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Mrs. Spelman: To ask the Secretary of State for International Development if she will make a statement on the incorporation into UK legislation of the OECD convention on bribery and corruption. 
The United Kingdom ratified the Organisation for Economic Development (OECD) convention in December 1998 and a review of its legislation was published by the OECD in 2000. The Government's White Paper "Raising Standards and Upholding Integrity: the Prevention of Corruption", issued in June 2000 (Cm 4759), took account of that review and made two major proposals which reflect OECD recommendations:
Mr. Burstow: To ask the Secretary of State for International Development how many cases of computer (a) hacking, (b) fraud and (c) theft her Department recorded in (i) 2000 and (ii) 2001; and on how many occasions in those years computer systems have been illegally accessed by computer hackers (A) within and (B) outside her Department. 
In 2000, four cases of laptop computers being stolen from DFID premises or personnel were reported, and in 2001 five laptop computers were reported stolen. The total value of the loss amounts to about £9,900.
Angus Robertson: To ask the Secretary of State for International Development what the total expenditure was on (a) advertising, (b) polling, (c) focus groups, (d) design consultants, (e) caterers, (f) production of departmental
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publications and (g) photographs/photographers by her Department for each year since 1995 in (i) cash and (ii) real terms; what was (A) the annual percentage increase in spending on each category and (B) spending on each category as a percentage of the total departmental running costs; and if she will make a statement. 
(1) Including design costs
It would involve disproportionate effort to calculate the total cost of catering services in the years in question since these are not charged to a single budget.The majority of the expenditure set out in the table is charged to programme budgets, and so it is not possible to make a meaningful calculation of its share of our running cost budget.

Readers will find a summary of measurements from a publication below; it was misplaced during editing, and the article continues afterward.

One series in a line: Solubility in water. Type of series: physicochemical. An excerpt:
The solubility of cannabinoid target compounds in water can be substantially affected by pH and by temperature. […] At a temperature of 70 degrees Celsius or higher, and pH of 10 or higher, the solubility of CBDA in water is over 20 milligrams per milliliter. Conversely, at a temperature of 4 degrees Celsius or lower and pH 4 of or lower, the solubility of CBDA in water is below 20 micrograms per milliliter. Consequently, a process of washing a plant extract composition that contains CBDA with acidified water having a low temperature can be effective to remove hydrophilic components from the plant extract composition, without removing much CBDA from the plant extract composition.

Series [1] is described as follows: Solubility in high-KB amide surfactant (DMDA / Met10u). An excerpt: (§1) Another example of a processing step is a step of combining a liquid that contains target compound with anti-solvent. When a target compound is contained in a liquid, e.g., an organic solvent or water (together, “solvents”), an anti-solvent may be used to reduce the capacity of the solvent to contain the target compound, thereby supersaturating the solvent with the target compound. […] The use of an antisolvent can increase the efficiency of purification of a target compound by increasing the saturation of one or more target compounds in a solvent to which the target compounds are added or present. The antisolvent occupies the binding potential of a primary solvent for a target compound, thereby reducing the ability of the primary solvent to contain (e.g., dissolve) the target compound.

I refer the hon. Member to the statement my right hon. Friend the Secretary of State for Trade and Industry made on 7 November 2001, Official Report, columns 25668, covering the UK's position on the fourth ministerial meeting of the World Trade Organisation in Doha, which covered our policy on trade-related aspectsof intellectual property.
Mr. Hoon [holding answer 30 October 2001]: It is impossible to know for certain how many casualties, either military or civilian, there have been as a result of coalition action in Afghanistan. The Taliban's claims of casualties cannot be taken at face value.
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Mr. Hancock: To ask the Secretary of State for Defence for what reason HMS Ocean has been recalled to the UK; if it is being sent to Devonport for repair; what the (a) nature and (b) cost is of the repair; and to what extent the repair is (i) planned maintenance and (ii) a consequence of failure while on its last operation. 
Due to current operational circumstances, the docking period planned for January next year has been deferred. HMS Ocean will, instead, return to Devonport for a shorter assisted maintenance period (AMP), during which some maintenance and defect rectification work will be carried out. The only repair work arising from failure during her last operation will be to some aviation fuel pumps. At this time it is estimated that the AMP will cost in the region of £0.8 million to £1 million.
Mr. Ingram [holding answer 7 November 2001]: The limitations of the Clansman radio are well known, hence the current action on procuring a replacement. Information on failure rates of individual radios employed during Exercise Saif Sareea 2 is not available. But indications are that Clansman performed somewhat better than we might have expected during Saif Sareea 2, despite the harsh environmental conditions experienced during the exercise.
Mr. Gray: To ask the Secretary of State for Defence when the Sea Harrier ferry will leave Yeovilton; what discussions he has had with the RAF Association about the move; what the overall cost of the move will be; and how many Sea Harrier pilots resigned their commissions in (a) 2001, (b), 2000, (c) 1999, (d) 1998, (e), 1997 and (f) 1996. 
Mr. Ingram [holding answer 8 November 2001]: Following the strategic defence review, the Sea Harrier force is scheduled to relocate to RAF Cottesmore and RAF Wittering in the second half of 2003. The Ministry of Defence has had no discussions with the RAF Association about the move. The cost of the move is estimated to be approximately £21.5 million. The number of Sea Harrier pilots who have taken premature voluntary retirement (PVR) are set out in the table:
|Year||Premature Voluntary Retirement (PVR)|
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|Vehicle type||Vehicles held|
|FUCHS NBC survey vehicle||11|
|Prototype biological detection system (PBDS)||9|
|Multi-purpose decontamination system (MPDS)||17|
There are other, mainly armoured, vehicles that have a defensive NBC capability. Soldiers can operate within these vehicles in a "collective protection" environment thus avoiding exposure to external biological or chemical threats for a set period of time.
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